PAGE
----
There are many distances out there, you can define your own one if you think its suits better your problem. The most important thing to keep in mind is that this function needs to be as much informative as possible about the similarity between your instance/vectors.

2. K the number of neighbors and Decision strategy

One we define our similarity function, the question is how many points should we consider for evaluating a new point. This is the hyperparameter K. K nearest neighbors, are the K closest points in terms of the distance function defined. Suppose we set K= 1, then we only consider the closest point, and if we set K=number of training examples, then we consider all the points. We will see the effect of K and how can we change an optimal one.

Suppose we have now the K nearest points with their labels. Here there many strategies that we can consider depending on the problem and the priorities you define.

For example, suppose we are dealing with a classification problem, that among the K points, I can assign to the new point the mode. I can also consider some kind of weights based on the distance between the point and each neighbor to assign a class. I can also do some vote to favor some class when its exists, for example if I am dealing with some fraud detection and once I get one of the neighbors as a positive class, I want to assign a positive class to the new point.
For example, for a regression problem, I can use a simple mean or a weighted sum….

3. KNN algorithm formulation

So the steps are as follow:

1. Find the K-closest points among the training points to the new point.
2. Based on the decision strategy and the K-closest points, assign a label to the new point.

Some pros of KNN are:

. Simple algorithm and easy to interpret with few hypyerparameters: K and the distance function mainly.
. No assumptions about data — no need to make additional assumptions. This makes it crucial in nonlinear data case.
. No training period and data can be added/updated anytime we want.

Some cons of KNN are:

. Calculating distances between each data instance would be very costly, especially for large datesets, and because for each point we have to loop over the whole dataset
. It makes the assumptions that close points should have same/close/similar labels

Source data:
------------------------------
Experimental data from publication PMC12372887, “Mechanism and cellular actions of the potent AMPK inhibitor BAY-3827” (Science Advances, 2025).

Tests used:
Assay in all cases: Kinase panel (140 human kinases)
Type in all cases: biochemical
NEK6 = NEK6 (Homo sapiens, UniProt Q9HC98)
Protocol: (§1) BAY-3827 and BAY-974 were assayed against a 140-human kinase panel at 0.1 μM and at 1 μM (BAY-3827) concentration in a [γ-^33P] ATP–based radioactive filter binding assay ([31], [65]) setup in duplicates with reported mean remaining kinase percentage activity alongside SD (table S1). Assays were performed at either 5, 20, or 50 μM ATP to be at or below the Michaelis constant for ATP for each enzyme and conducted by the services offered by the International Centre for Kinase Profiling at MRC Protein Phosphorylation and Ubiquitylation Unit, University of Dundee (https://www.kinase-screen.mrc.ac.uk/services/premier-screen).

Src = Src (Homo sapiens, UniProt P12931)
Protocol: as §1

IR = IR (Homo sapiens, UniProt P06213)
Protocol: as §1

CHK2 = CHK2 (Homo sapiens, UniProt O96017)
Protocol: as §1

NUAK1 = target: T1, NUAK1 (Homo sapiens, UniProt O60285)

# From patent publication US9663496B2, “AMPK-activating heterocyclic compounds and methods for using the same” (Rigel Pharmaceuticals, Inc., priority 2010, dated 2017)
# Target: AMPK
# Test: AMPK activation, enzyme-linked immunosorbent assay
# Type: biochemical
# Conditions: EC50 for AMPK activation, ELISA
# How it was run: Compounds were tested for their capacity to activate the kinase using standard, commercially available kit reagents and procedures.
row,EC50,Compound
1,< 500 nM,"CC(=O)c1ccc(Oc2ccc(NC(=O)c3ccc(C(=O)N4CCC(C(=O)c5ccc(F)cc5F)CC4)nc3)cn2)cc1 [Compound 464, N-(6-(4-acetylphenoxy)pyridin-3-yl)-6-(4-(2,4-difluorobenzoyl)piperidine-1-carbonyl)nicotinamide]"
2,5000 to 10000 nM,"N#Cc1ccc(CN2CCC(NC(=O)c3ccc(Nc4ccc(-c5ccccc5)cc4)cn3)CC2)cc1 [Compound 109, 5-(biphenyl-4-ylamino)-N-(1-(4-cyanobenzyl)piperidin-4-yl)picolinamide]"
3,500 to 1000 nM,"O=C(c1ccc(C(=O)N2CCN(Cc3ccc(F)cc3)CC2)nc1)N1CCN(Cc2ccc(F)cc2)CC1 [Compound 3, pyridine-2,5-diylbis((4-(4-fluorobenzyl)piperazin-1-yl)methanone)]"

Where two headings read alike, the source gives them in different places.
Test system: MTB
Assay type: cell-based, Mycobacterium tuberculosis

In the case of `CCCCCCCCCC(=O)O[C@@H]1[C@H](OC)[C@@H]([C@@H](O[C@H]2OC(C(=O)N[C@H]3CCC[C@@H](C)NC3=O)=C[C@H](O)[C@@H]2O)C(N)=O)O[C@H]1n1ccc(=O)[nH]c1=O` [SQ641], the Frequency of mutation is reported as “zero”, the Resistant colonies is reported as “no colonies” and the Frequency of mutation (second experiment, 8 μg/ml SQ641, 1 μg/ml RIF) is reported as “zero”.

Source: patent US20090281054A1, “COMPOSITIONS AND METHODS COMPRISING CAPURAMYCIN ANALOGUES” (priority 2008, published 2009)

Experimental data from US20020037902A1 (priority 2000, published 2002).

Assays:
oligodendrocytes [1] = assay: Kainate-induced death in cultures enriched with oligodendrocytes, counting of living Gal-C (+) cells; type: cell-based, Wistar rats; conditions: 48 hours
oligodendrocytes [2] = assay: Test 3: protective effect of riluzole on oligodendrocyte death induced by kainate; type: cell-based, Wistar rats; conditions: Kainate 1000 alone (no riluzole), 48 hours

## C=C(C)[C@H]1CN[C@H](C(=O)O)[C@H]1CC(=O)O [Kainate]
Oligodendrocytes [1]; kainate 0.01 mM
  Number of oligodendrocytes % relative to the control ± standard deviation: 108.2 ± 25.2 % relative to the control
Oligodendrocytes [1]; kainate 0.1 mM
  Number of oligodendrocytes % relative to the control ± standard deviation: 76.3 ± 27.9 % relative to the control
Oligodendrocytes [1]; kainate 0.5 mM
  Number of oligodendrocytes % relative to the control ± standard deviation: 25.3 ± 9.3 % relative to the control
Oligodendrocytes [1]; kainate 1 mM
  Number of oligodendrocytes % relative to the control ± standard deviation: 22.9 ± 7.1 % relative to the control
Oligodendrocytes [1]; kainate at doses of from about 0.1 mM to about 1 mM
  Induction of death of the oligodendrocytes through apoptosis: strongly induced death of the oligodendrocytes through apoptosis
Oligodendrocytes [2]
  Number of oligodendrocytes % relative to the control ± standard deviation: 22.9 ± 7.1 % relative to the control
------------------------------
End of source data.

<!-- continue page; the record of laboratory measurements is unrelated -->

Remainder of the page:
. Sensitive to outliers and missing data
. Performs badly in high dimension spaces
. Sensitive to the scale of the data and irrelevant features
. Requires memory — need to store all the training data
. Not probabilistic: does not give the probability to have some label for a given input
. Performs badly with imbalanced datasets

The curse of dimensionality:
As mentioned before, KNN uses the assumption that similar points are closer to each others, that means closer on each axis, and each new axis added, by adding a new dimension, makes it harder and harder for two specific points to be close to each other in every axis.

5. Decision Boundaries and picking K

Let us now talk about the classification case, so we can define the decision boundaries. A way of understanding KNN is by thinking about it as calculating decision boundaries based on data points and K, which are then used to classify new points. Intuitively, you can think of K as controlling the shape of the decision boundaries.

By fixing our K, we define the decision boundaries. For K = 1, the decision boundary has sharp edges and non-smooth curves. We can see that there is overfitting.

For K = 5, the decision bounbary has a smooth curve and we are not overfitting.

So small K means low bias and high variance, and large K means high bias and low variance.

So how do we choose K? Choosing K is unique to every dataset. There is no standard statistical method to compute the most optimal K value. Choosing K depends on our knowledge about the domain. We can use Cross-Validation to compare the accuracies for different values of K (Elbow method).

6. Improving KNN

There are various ways to improve the KNN algorithm:

• Change the metric distance
• Dimensionality Reduction
• Rescaling and normalization
• Approximate Nearest Neighbor techniques such Kd-trees, Branch and Bound…
• Use Locality Sensitive Hashing

This is it for the first part for the KNN algorithm. Next lectures will discuss more adavanced topics related to this algorithm.